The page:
Correlation between polysaccharide (PS) specific IgG levels and functional antibody titers (SBA titers) in serum for meningococcal serogroup A (a), C (b), W (c), and Y (d)

Table 2 Correlation between serogroup-polysaccharide specific IgG levels and functional antibody titers (rSBA) in serum measured before (T0), one month (T1) and one year (T2) after the vaccination

MenC-PS specific IgG in saliva correlated with MenC rSBA titers in serum (R = 0.85, p-value < 0.001; Fig. 2b). MenA, MenW and MenY salivary antibody-PS specific IgG levels showed weak to modest correlation coefficients with the corresponding serum rSBA titers (R = 0.36, 0.60, 0.53, respectively, all p-values < 0.001; Fig. 2a, c-d). Correlations for each time point and serogroup are shown in Table 3.

Fig. 2
figure2

Correlation between polysaccharide (PS) specific IgG levels in saliva and functional antibody titers (SBA titers) in serum for meningococcal serogroup A (a), C (b), W (c), and Y (d)

Table 3 Correlation between sergroup-polysaccharide specific IgG levels and functional antibody titers (rSBA) in saliva measured before (T0), one month (T1) and one year (T2) after the vaccination

Estimation of threshold in saliva as correlate of protection

A significant AUC > 0.80 was observed for MenC, MenW and MenY (Fig. 3b-d). An AUC of the ROC of 0.69 (95% CI 0.65–0.74, p-value < 0.001; Fig. 3a) was observed for MenA, and the salivary test was therefore not considered adequate.

Fig. 3
figure3

Receiver operating characteristic (ROC) curve analysis: True positive rate (TPR) was plotted in the function of the false positive rate (FPR) for meningococcal serogroup A (a), C (b), W (c), and Y (d). The estimated threshold, which provided a specificity of ≥90% are shown as vertical dotted lines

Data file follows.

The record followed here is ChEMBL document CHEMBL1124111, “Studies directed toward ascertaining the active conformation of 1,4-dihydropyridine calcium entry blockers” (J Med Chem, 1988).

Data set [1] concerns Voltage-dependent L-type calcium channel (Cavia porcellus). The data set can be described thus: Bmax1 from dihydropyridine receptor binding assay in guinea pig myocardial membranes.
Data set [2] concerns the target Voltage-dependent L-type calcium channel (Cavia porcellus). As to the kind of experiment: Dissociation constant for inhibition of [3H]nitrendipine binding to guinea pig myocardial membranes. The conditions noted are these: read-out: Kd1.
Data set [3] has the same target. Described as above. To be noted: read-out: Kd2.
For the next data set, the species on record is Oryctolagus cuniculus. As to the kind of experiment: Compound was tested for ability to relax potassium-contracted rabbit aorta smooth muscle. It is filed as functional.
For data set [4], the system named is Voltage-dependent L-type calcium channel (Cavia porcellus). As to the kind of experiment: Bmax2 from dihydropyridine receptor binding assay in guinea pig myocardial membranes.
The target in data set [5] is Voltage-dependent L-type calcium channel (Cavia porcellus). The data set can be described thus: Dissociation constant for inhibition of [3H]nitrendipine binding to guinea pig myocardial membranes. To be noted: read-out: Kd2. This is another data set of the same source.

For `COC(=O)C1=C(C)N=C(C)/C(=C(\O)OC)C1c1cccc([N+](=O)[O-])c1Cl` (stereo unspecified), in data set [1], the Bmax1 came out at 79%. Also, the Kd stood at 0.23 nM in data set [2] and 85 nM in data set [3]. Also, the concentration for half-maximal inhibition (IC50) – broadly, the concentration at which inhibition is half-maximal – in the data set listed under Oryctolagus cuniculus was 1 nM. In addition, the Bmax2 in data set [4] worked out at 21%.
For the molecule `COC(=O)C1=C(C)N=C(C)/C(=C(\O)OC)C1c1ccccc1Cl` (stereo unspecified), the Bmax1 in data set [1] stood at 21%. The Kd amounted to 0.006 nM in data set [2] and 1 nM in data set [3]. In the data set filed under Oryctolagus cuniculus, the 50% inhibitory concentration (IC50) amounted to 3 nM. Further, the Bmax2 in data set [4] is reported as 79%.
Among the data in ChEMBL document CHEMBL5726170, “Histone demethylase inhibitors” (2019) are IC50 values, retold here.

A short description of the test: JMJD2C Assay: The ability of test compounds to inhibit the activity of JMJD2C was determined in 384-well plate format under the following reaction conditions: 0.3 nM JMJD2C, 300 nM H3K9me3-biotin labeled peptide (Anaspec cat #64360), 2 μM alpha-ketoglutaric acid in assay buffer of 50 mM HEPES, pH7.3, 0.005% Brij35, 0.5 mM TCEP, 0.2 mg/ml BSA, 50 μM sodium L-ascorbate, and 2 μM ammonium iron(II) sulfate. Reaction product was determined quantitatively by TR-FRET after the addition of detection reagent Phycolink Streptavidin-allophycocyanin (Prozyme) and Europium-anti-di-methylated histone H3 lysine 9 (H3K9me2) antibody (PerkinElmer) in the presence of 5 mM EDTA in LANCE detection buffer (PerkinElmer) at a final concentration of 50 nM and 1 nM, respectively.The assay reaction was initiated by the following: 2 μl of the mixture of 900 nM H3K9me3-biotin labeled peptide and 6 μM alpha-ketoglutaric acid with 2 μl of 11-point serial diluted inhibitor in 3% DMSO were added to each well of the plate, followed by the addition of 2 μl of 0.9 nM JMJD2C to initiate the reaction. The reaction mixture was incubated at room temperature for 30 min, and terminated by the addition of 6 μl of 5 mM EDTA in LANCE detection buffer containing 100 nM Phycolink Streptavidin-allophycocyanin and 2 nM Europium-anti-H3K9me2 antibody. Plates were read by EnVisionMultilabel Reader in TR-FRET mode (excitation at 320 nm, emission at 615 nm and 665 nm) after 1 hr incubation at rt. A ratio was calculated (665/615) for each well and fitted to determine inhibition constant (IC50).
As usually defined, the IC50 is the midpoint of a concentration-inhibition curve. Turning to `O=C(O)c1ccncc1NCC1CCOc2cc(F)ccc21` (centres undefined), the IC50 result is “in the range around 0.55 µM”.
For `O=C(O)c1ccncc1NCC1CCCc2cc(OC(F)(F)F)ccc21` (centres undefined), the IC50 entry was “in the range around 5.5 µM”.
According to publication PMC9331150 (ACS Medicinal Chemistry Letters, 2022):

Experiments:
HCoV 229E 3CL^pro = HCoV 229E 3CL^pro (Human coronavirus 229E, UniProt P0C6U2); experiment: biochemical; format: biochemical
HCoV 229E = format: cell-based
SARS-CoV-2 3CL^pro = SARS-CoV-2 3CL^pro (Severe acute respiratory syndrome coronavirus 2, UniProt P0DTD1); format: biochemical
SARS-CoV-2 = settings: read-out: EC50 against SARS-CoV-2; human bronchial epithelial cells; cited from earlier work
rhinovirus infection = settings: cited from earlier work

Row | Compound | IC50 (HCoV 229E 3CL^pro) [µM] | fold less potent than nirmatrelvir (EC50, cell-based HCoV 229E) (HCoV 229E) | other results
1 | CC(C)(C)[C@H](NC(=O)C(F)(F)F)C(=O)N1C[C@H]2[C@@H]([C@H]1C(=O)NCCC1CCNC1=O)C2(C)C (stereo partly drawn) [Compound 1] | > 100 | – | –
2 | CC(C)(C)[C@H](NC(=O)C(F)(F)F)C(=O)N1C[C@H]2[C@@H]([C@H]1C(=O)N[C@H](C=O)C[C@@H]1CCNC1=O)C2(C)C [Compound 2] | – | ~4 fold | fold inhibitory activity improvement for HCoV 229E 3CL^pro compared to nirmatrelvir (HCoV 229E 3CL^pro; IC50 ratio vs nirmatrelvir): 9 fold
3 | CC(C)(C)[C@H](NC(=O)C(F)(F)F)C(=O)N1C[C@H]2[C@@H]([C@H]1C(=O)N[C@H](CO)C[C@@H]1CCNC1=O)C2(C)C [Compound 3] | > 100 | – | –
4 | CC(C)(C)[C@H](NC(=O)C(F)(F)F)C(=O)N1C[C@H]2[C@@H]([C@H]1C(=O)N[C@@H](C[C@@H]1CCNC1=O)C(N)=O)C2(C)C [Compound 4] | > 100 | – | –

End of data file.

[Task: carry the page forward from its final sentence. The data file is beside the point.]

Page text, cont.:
Based on the pre-specified criterium of a specificity of ≥90%, a threshold of MenC-PS specific IgG in saliva of 3.54 ng/mL was estimated (Table 4). Using this threshold, a TPR, PPV and NPV of 0.86 (740/863), 0.95 (740/777), and 0.74 (348/471) was calculated, respectively. Compared to MenC, lower salivary IgG thresholds were observed for MenW and MenY (2.00 and 1.82 ng/mL, respectively). For MenW, the calculated TPR, PPV and NPV were 0.62 (258/419), 0.94 (258/275), and 0.50 (164/325), respectively (Table 4) and for MenY, the TPR, PPV and NPV were 0.51 (235/458), 0.95 (235/2548), and 0.36 (126/349), respectively.

Table 4 Estimated threshold for salivary IgG, true positive rate (TPR), false positive rate (FPR), positive predictive value (PPV) and negative predictive value (NPV) with ROC curve analysis with a functional antibody titer (rSBA) >=128 as correlate of protection

For MenC, MenW and MenY, all (100%) samples collected 1 month and 1 year after the (booster) meningococcal vaccination with a saliva concentration above the estimated threshold showed sufficient protective serum rSBA titers for the corresponding serogroup (rSBA titer ≥128). Of all samples collected before the vaccination, 37/416 (8.9%), 17/200 (8.5%) and 13/199 (6.5%) with a saliva concentration above the estimated threshold had rSBA titers < 128 for MenC, MenW and MenY, respectively.

Discussion